Bill Joy was the architect of Berkeley Unix and a cofounder of Sun Microsystems. He is now a partner at the venture-capital firm of Kleiner, Perkins, Caufield, and Byers. He is perhaps best known as the author of "Why the future doesn't need us," a controversial call to caution published by Wired in April 2000.
But besides being an analyst of future risks (which CRN applauds), Joy also sees positive visions of where we might go. He writes:
In his wonderful new book, What the Dormouse Said, John Markoff tells the...stories of Doug Engelbart and John McCarthy, of the Augmentation Research Center, and of the early days of the Stanford University AI Lab. . . [He] chronicles the origins of the personal computer.
Taking off from this near-magical point in history, Joy challenges us to dream "big new dreams."
Most of today's best thinkers on the subject agree that Moore's Law has 10 or more years yet to run. If they're right, transistor density will in 10 years be about 100 times what it is now. In thinking about the future of computing, in hoping for further augmentation of the human intellect, do we understand what another 100-fold increase in computing power will mean? It should enable big new dreams. Let me suggest some, which might fuel the next part of the story of personal computing.
[Doug] Engelbart imagined a figure called an "augmented architect":
"Let us consider an 'augmented' architect at work. He sits at a working station that has a visual display screen some three feet on a side; this is his working surface and is controlled by a computer (his 'clerk') with which he can communicate by means of a small keyboard and other devices....Every person who does his thinking with symbolized concepts...should be able to benefit significantly."
Are we taking full advantage of the power of computers to augment our intellects? I don't think so. Computers are currently unaware of their environments--of the people and objects around them. The computer does not have cameras to see what we see, to know what books and papers are in the room. We don't interact with the computer in natural ways--for instance, by drawing on paper (while the computer watches with its camera) or on electronic paper (on which the computer could draw too). We don't talk, listen, or gesture to computers the way we do to each other.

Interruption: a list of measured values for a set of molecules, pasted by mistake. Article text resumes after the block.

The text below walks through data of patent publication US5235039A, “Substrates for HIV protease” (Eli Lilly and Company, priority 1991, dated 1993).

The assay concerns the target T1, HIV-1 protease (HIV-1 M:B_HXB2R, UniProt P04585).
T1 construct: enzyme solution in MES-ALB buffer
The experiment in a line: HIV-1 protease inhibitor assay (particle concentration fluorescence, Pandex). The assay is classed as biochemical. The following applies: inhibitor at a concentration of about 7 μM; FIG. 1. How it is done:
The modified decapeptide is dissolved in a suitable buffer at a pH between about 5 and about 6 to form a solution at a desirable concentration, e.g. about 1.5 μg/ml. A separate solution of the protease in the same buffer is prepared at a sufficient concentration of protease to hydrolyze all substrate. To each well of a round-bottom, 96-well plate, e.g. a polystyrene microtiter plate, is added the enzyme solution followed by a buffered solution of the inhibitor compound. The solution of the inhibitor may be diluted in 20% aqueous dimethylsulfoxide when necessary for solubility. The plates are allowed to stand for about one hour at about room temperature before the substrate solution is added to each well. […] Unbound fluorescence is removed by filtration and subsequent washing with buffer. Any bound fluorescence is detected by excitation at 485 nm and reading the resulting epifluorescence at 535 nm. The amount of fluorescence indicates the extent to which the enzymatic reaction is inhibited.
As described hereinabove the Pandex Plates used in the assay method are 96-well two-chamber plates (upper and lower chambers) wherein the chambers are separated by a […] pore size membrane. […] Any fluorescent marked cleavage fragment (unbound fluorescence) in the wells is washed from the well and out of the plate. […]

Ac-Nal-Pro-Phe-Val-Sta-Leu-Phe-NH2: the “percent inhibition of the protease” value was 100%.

And we're no better at entering into the computer's environment than it is at understanding ours. The best commonly available immersive technology we have today is the video game, not the architectural design package. We, sadly, spend much more of our collective energy and focus on virtual reality for entertainment than for education and augmentation.
Worst of all, computer software doesn't really interact with us. It executes what we request but doesn't initiate actions on its own. Our computers do not understand the goals of the projects we're working on. They don't think ahead and work, unprompted, in concert with us toward those goals. In reality, we work alone.
We have, or will soon have, sufficient computing power to build interactive, immersive, and aware software, so that the rooms in which we work, as architects or engineers, scientists or students, can routinely become immersive and interactive environments. We need to sponsor the hard research needed to make this dream a reality--to find and to fund the dreamers.
. . .
It's possible now, more than ever, to augment human intellect. We should boldly set our sights on Engelbart's goal. John Markoff has done us all a great service by writing a book that reminds us of the great value of thinking big.